A green space for urban gardeners

Configuring a planter box of herbs and assorted edibles

DSC00227DSC00353DSC00358Nothing is foolproof when it comes to the garden. (And I’ve been fooled enough times to prove it!) But, planting what will soon grow into a lush container of herbs and edibles is about as simple as it gets.

Today I assembled purchased plants, sprouts grown from seeds and seeds to sow directly for my two planters, which will feature herbs, edible flowers (and some leaves) and chives. I use 36-inch planters that attach to the short, 5-feet sides of my balcony railings. (The long, 12-foot side will boast three boxes of flowering and ornamental plants.)

My main goal for these two planters is utilitarian — to grow things that I like and that I will definitely use in the kitchen. Next, I try to work out an arrangement that will be visually pleasing. I’m very big on symmetry, so not only do I attempt to create it within the planters, but I try to make the planters mirror each other on that front.

Therefore, I have some elements that repeat and I try to set plants with similar growth habits opposite each other. Here is a rough sketch of my planter box layout, followed by the list of herbs/edibles at each numbered spot:


1. Salvia black & blue: tall spikes with striking flowers will add height and a focal point at the very center of the box.

2. Nasturtium: My sprouts are healthy and well-established. (Both the leaves and flowers are edible.)

3. & 4. Marjoram and tarragon seeds, respectively.

5. & 6. Marigold.

7. & 8. Sage sprouts and lemon thyme, respectively.

9. & 10. Chives. The lavender-toned blossoms will contrast nicely with the yellow of the marigolds.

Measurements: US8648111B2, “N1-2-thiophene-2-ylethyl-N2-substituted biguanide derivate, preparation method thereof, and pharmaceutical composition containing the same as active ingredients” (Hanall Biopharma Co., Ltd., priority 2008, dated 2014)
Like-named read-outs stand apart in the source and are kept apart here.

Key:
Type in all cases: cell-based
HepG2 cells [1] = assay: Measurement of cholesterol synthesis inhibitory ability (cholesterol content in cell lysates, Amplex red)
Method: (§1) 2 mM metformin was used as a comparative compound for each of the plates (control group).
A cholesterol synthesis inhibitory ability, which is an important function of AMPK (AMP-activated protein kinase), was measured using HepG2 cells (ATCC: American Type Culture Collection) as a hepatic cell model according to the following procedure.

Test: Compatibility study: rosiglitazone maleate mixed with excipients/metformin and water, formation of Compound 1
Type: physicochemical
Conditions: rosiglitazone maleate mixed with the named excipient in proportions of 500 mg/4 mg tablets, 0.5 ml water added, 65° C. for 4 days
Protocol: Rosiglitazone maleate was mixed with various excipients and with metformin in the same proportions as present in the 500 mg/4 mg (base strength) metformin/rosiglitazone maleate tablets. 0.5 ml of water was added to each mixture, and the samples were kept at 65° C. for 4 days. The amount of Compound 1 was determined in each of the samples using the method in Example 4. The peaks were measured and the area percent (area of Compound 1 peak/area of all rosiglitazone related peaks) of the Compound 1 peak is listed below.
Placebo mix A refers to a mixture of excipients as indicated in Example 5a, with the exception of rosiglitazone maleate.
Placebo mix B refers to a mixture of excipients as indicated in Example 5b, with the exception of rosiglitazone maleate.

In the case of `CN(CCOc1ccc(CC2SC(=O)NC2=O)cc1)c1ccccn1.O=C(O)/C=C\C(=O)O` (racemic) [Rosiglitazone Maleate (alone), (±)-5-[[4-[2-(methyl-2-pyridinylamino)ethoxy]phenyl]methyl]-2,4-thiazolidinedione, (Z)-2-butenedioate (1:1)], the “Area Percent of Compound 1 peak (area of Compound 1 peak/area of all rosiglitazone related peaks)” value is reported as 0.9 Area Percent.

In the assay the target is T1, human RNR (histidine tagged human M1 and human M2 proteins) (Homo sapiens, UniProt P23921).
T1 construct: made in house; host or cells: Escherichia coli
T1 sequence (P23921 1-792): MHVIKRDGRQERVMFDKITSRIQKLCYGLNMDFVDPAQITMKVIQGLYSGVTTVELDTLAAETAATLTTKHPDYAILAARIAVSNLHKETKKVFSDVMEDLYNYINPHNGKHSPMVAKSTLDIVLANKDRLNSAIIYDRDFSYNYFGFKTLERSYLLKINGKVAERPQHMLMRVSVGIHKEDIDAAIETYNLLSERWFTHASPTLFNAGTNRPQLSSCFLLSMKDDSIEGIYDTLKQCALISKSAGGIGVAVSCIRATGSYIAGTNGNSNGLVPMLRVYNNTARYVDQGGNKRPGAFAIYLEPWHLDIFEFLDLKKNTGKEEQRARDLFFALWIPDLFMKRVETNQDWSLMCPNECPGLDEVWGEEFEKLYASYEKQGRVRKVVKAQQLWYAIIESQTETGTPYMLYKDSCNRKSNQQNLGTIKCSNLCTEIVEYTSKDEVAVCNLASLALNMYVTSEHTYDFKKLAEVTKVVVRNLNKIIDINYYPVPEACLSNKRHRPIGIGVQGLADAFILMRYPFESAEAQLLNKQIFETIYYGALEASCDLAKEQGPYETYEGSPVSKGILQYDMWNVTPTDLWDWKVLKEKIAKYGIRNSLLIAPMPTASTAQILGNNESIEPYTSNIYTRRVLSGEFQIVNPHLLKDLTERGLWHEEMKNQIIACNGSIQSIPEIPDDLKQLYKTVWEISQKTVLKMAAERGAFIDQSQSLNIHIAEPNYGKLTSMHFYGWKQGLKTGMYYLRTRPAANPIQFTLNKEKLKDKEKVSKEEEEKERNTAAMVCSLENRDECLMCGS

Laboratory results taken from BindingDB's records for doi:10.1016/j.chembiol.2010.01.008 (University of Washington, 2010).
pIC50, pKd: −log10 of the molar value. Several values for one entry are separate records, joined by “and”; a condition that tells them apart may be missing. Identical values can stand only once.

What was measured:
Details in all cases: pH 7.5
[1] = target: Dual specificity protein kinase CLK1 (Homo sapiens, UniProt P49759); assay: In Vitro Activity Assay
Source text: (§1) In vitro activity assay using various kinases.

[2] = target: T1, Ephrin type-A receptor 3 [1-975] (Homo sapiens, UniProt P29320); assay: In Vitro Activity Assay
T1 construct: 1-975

My second herbs/edibles planter is the same at positions 1, 2, 5, 6, 9 and 10. I planted cilantro seeds at position 3 and an apple mint I found at the nursery at position 4. Greek oregano is at position 7 and parsley seeds were planted at position 8.

The seeds I sowed directly into the planter were covered with a thin layer of seed-starting mix and then spritzed with water to keep the mix from blowing away in the high Chicago winds. I’ll keep you posted on how long it takes for them to sprout — it’s bright and sunny today, so hopefully they’re off to a good start.

Do you have a proven mix of plants for your containers? I wanna hear about it, so please leave a comment…

[Photos, from top: Salvia black & blue, lemon thyme and nasturtium seedlings.]


  Stephanie wrote @

Good idea to have a big planter… so that all those nice plants can go in. One big planter also makes the garden look neat right? I like the way you mixed and matched the plants. Oh, marigolds are edible too?

  Avis Weathersbee wrote @

Hi Stephanie,
Since I don’t have much floor space on my balcony, hanging planters over the outer edge of the railing helps me extend the garden without taking up the space that I can use for chairs. Lemon gem marigolds are said to taste best.

  Jo wrote @

Interesting to hear about the edibles you are growing. It’s nice to have something visually pleasing as well as useful in the kitchen.

  Erin wrote @

Hi! You inspired me to do a write up on how I organized my herbs. I divided mine among several planters based on their water requirements and if they needed to be in their own pot (for overwintering, or if they would otherwise overrun everything else – MINT!) I just published it on my blog, and linked back to you 🙂


  Avis Weathersbee wrote @

Thanks for the link and I enjoyed your post. Your herbs look great! Its nice to read what another balcony gardener is doing with her space. Cheers!

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